A Christmas Carol That Puts The Hum In Bah Humbug!

By Londonist Last edited 46 months ago
A Christmas Carol That Puts The Hum In Bah Humbug! ★★★★☆ 4

A Christmas Carol-2

Londonist Rating: ★★★★☆

The Old Red Lion Theatre’s new version of A Christmas Carol, directed by Gus Miller, packs a powerful holiday punch. The adaptation by Neil Bartlett is performed by six players, focusing on one man’s journey toward redemption from greed through goodwill, with clever creative departures from Dickens’ original novella.

In very apropos fashion, the show opens with Scrooge looking down upon the needy from his vantage point, standing above his safe (which later becomes his gravestone) while obnoxiously clanking his metaphorical chains of misery. Quickly the mood turns somber and as we progress through scenes of increasing darkness, the tone turns more ominous and creepy. Despite being a tale Christmas about Christmas, it’s all very serious.

The acting is excellent with an expressive cast comprised of Cat Gerrard, Elizabeth Grace-Williams, James Mack, Liam Mansfield and Rhiannon Neads who take on various roles (and clearly enjoy them too). Alexander McMorran as Scrooge is wretched and parsimonious at first, but clearly impressionable as his fear turns to remorse and contrition. The ghost of Marley, wearing the heavy shackles he forged in life, astounds as he returns to warn Scrooge about the impending visits of the ghosts of Christmases Past, Present and Future. Then at the peak of the story, when everyone has literally and physically turned their backs on him, Scrooge sees his body being undressed by lowly grave robbers and mourned by no one.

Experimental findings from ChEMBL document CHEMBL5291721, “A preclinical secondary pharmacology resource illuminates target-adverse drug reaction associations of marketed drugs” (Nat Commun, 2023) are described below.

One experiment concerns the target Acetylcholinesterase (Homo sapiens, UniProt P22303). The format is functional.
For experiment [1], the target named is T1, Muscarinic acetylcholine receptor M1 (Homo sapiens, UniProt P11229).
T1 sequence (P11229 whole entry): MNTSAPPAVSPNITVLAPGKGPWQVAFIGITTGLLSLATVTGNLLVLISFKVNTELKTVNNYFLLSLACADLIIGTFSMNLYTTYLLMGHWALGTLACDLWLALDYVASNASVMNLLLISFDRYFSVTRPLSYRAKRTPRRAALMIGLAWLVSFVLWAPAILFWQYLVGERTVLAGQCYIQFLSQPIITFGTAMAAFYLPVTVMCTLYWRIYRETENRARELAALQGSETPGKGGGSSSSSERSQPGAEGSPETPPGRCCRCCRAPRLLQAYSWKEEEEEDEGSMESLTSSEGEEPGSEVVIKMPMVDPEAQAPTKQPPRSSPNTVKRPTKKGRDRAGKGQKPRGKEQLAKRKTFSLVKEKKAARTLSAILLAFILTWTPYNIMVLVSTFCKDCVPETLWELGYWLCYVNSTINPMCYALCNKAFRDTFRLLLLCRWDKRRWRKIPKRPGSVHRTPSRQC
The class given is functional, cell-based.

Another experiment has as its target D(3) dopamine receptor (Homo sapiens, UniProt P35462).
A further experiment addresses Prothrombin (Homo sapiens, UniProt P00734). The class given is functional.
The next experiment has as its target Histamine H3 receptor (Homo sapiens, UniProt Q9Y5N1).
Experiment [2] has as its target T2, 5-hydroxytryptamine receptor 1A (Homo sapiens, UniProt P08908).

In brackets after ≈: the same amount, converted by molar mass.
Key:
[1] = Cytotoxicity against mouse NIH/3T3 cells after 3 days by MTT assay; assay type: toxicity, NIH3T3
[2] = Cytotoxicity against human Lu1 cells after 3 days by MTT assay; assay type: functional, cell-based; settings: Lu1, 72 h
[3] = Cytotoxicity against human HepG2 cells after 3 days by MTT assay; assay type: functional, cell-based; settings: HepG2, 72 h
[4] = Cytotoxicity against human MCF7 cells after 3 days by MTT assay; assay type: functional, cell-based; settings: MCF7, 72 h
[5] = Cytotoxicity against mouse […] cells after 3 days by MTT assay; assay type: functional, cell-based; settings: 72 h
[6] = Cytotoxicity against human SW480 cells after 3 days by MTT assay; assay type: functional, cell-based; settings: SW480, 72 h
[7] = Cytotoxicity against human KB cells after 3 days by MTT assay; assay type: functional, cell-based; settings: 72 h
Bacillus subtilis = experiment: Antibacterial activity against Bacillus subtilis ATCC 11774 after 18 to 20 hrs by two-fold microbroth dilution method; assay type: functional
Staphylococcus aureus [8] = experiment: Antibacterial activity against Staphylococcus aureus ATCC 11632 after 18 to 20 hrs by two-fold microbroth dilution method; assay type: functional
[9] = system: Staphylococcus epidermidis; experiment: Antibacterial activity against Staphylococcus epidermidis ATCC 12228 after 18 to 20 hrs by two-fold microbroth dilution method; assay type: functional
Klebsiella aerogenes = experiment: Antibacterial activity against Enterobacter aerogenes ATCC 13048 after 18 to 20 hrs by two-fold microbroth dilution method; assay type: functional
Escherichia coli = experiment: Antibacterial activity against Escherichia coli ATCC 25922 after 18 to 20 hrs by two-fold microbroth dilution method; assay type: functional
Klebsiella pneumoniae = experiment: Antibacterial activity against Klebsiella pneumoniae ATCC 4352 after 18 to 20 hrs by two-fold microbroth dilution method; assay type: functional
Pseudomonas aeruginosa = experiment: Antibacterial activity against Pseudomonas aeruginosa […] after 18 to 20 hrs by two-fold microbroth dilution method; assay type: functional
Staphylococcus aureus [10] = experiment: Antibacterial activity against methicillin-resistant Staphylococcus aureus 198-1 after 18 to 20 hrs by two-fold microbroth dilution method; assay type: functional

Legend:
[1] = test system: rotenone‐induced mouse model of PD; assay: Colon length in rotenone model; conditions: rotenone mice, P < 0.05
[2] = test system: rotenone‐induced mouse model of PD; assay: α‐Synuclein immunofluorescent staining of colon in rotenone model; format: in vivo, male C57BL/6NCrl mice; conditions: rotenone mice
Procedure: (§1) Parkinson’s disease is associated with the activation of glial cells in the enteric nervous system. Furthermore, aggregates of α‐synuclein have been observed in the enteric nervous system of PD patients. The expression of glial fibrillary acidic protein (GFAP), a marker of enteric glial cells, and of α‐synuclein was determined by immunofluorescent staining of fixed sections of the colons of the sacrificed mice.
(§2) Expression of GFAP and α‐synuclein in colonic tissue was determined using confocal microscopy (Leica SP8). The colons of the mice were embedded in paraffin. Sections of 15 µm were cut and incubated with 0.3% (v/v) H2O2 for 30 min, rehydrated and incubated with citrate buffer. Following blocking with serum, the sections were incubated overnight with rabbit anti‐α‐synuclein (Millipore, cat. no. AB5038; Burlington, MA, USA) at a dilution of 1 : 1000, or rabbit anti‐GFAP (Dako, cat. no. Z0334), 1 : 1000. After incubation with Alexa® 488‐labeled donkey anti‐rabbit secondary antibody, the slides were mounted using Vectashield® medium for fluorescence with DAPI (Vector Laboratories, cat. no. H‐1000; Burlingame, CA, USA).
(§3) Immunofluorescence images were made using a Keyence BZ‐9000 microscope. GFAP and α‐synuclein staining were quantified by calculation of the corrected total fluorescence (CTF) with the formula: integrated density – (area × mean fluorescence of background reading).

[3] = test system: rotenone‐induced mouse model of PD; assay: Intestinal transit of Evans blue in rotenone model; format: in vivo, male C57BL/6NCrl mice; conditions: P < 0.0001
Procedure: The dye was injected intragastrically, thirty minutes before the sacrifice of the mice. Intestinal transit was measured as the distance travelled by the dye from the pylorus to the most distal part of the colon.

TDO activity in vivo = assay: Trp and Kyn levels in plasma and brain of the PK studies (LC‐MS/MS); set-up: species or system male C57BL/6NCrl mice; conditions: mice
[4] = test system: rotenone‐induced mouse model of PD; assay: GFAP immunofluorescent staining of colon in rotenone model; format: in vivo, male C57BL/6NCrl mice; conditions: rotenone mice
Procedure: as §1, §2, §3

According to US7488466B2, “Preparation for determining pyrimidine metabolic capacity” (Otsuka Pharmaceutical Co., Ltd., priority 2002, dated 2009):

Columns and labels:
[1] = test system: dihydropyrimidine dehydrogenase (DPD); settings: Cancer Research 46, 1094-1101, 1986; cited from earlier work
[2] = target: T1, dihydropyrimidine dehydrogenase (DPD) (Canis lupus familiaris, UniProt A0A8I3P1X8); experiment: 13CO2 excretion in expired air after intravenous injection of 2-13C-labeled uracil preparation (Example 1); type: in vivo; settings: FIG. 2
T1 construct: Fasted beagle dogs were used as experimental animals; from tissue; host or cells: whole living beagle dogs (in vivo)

Instead of using recorded music, the actors employ acapella-like rhythmic chanting to set the scenes and accentuate the passage of time. These eventually morph into carols giving the play a very melodic quality. Intentional pauses by the cast punctuate the dialogue, providing additional narrative space for Scrooge’s thoughts during his many monologues (cleverly a tape player haunts Scrooge by playing back his earlier comments). Impressive lighting choices evoke eerie blue-shadowed nights, so in spite of the customary heat of a theatre over a pub, torch-lights and fog effectively create the sensation of a misty and frigidly cold Christmas.

The contemporary costumes are unfussy and quick changes are pulled off unnoticed. For props, crumpled paper for snowballs and an impressively life-like parrot made of plastic more than suffice as they evoke the humble context in which the story is set. Even the audience’s olfactory senses are stimulated as the ghost of Christmas Present literally showers everyone with Christmas-smelling cheer. While light on humour, the audience is made to laugh towards the end when Scrooge’s face grotesquely contorts and he tries to utter the (uncustomary to him) words: “Merry Christmas”.

The dramatic ending with Scrooge’s change of attitude comes with salary raises to staff and donations to the needy. Fortunately, this production succeeds in convincing us that this misanthrope can take on the rare opportunity to reform and finally honour Christmas in his heart, reminding us all about the true meaning of this time of year.

By Sophia S.

A Christmas Carol is on at the Old Red Lion Theatre in Islington until 3 January 2015 (with no performances on December 25 or January 1). Tickets cost £14 or £12.50 concessions. Londonist saw this play on a complimentary ticket.

Last Updated 24 December 2014